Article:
November 12th 2017.  It was another supposedly typical Sunday morning in Nairobi – for everyone else.  Not for the Women Who Hike and the men who support Women Who Hike.  We left Nairobi closer to 7am as we got onto the Thika highway and headed towards Nyeri.  Destination: Zania Falls – a hidden gem in the depths of the Aberdare Ranges.  The stories were always the same:  Zania Falls was a spectacular waterfall discovered by hiking through lush green valleys.

 

The drive to Nyeri was long. At least 3 hours on the bus before we arrived at our destination.  Upon arrival we were greeted by rangers, guides and muddy trails.  A quick introduction to our guides, a five minute stretch session, and a short introduction to the term “forest bathing”  (no, not with shampoo or soap) later, the group of 34 was off on the trail that would end at Zania Falls. 

 

Hikers crisscrossed the murky trail, trying to avoid the patches that were flooded with water.  None of it mattered as it just made it harder to walk, so they took it in stride and walked through.  We came across a dodgy looking 15 foot bridge, under which the cold water of Zania River flowed.  There are many who walked across it like it was just another step on the trail, but there were others whose inside voice was yelling at them saying “WHAT IN THE WORLD DO YOU THINK YOU ARE DOING? YOU ARE NOT MADE FOR THIS! ARE YOU KIDDING ME RIGHT NOW?” If you looked down, the flow of the river could make you dizzy…but you HAD to look down to see where to step!  The fearless ones lent a helping hand to those who were shaky in their pants.  Strangers were assisting strangers.  Some joked, some laughed, some screamed their mama’s name, some even danced across, but everyone came together as a team. It is moments like these that we must ingrain in ourselves, when we put our own fears aside and lend a helping hand to our comrades.  The power of compassion.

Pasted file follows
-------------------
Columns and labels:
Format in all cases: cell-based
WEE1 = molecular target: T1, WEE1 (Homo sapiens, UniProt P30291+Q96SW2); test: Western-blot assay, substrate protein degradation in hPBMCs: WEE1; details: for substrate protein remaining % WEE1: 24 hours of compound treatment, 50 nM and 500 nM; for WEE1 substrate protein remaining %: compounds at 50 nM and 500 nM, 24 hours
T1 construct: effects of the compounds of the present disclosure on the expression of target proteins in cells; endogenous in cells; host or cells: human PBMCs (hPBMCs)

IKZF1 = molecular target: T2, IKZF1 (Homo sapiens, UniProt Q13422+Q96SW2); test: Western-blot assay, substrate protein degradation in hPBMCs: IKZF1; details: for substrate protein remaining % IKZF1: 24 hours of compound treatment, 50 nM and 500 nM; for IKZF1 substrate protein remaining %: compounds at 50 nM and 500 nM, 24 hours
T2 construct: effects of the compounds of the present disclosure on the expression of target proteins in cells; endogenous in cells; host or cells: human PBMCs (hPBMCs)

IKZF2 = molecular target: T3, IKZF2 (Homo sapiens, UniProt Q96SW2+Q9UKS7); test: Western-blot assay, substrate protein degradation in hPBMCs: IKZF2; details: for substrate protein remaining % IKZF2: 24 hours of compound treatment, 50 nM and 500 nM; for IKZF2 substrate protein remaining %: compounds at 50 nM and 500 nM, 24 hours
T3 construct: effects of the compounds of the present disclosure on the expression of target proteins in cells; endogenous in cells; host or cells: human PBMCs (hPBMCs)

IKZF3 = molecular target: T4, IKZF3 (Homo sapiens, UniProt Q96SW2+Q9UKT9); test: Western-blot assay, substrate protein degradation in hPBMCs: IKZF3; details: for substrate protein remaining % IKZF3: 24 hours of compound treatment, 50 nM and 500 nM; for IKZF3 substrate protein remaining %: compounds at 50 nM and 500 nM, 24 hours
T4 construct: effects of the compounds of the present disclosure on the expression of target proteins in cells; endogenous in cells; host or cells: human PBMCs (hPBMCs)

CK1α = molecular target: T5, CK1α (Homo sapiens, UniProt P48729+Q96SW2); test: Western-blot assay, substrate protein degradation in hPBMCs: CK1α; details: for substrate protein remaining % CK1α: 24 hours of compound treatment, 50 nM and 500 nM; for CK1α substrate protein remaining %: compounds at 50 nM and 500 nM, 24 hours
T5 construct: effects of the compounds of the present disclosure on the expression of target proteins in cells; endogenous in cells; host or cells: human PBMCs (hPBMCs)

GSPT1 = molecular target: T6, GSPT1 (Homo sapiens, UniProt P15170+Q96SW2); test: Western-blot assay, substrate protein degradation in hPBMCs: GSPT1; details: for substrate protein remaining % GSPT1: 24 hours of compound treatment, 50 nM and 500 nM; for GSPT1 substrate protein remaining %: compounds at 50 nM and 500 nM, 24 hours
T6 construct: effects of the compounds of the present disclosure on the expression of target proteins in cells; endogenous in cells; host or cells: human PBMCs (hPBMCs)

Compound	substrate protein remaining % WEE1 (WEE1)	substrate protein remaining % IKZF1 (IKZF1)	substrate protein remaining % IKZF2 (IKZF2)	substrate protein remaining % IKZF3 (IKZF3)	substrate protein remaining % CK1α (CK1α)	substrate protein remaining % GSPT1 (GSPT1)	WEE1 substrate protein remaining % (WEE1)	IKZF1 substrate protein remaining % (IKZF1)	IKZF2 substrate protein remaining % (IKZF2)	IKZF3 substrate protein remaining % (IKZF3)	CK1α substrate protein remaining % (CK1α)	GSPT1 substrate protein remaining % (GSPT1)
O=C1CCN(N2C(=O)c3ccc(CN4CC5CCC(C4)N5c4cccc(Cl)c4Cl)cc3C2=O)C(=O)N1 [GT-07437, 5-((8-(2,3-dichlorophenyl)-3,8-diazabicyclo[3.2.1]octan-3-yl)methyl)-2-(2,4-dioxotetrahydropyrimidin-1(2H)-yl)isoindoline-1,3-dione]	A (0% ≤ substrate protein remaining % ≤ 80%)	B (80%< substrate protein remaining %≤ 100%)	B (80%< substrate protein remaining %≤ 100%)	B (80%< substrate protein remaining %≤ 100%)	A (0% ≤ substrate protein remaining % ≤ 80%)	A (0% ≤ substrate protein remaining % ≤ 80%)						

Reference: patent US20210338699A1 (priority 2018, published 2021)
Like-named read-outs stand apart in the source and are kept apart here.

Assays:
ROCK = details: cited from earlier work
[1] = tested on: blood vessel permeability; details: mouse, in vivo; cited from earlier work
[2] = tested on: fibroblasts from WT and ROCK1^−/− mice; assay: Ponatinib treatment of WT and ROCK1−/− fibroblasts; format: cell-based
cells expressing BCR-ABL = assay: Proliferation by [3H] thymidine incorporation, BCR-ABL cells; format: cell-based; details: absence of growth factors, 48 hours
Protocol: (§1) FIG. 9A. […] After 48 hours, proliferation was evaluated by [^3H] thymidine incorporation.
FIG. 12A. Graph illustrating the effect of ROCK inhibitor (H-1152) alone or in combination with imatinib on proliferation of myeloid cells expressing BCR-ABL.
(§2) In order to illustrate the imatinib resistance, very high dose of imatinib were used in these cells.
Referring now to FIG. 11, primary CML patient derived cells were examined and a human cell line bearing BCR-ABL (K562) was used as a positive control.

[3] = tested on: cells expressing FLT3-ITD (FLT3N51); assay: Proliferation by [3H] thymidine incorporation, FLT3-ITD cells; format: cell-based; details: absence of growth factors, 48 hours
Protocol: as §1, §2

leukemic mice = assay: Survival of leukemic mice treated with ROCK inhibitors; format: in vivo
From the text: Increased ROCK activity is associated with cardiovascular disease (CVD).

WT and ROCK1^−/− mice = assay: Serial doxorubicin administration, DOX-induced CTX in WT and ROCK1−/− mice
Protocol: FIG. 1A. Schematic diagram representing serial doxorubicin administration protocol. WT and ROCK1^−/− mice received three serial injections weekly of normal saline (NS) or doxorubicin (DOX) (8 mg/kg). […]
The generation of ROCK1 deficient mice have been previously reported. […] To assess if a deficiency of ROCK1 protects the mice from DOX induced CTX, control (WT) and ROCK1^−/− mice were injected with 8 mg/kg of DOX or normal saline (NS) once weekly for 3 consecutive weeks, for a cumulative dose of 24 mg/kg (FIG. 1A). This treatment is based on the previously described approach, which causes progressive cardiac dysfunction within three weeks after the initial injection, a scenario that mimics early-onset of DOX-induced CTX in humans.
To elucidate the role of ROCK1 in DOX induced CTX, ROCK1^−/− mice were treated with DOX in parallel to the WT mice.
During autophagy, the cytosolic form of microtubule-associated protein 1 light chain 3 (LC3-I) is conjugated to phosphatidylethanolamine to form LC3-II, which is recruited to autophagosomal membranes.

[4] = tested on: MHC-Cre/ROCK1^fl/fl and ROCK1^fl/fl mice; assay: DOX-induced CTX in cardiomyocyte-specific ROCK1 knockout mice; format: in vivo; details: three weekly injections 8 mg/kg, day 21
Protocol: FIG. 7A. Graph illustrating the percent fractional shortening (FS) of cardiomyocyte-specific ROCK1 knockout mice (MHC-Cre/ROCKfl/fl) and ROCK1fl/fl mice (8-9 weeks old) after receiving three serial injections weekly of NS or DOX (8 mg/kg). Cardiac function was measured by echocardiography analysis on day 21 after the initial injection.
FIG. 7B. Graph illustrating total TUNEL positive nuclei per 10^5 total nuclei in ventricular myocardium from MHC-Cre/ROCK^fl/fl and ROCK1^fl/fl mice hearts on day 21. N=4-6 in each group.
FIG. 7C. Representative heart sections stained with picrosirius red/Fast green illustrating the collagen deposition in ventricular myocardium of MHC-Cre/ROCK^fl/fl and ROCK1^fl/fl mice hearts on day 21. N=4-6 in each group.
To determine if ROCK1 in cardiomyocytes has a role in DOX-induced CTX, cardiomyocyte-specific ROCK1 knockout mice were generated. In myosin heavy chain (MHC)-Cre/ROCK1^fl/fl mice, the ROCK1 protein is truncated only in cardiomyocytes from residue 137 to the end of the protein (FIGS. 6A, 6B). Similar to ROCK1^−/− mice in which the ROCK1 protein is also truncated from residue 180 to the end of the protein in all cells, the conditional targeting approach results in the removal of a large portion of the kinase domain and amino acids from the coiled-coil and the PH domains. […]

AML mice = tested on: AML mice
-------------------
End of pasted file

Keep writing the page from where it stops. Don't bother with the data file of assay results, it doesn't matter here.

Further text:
Once everyone was across the infamous bridge, we continued the trek through the forest.  The path was narrow, so we walked along in a single file.  We found ourselves amidst the spectacular valley in Zania Forest.  The air was cool and fresh, the hike was kind, and the weather was perfect.  With a sense of peace, everyone “bathed” across the forest.  In ancient Japanese, the term Shinrin-Yoku or Forest Bathing refers to taking in the forest atmosphere.  Intuition has always told us that being in the forest can calm, relax and rejuvenate the body. 

       

Zania Falls eventually peeped out from the various twists and turns of the forest.  She fell there, in the distance, wholesome and wet, calling out to all the adventure seekers to come closer to her and experience her natural wonder.  She drew us in with her rumbling cascade and surrounding landscape.  What a beauty.

 

 

The hike back through the forest seemed shorter.  Zania’s constant weather in the last few weeks leading up to the hike made it impossible for us to move forward where I hear there are spectacular caves.  So for now, we shelf the balance of this hike as part of our to-do list in the near future and continue the trek back to where we started, hugging trees along the way, and developing our inner radar for the wonders of the woods.

 

Hike organized by Women Who Hike


 Article By: Aleema Noormohamed. Followe her on her Blog I Dare to Explore

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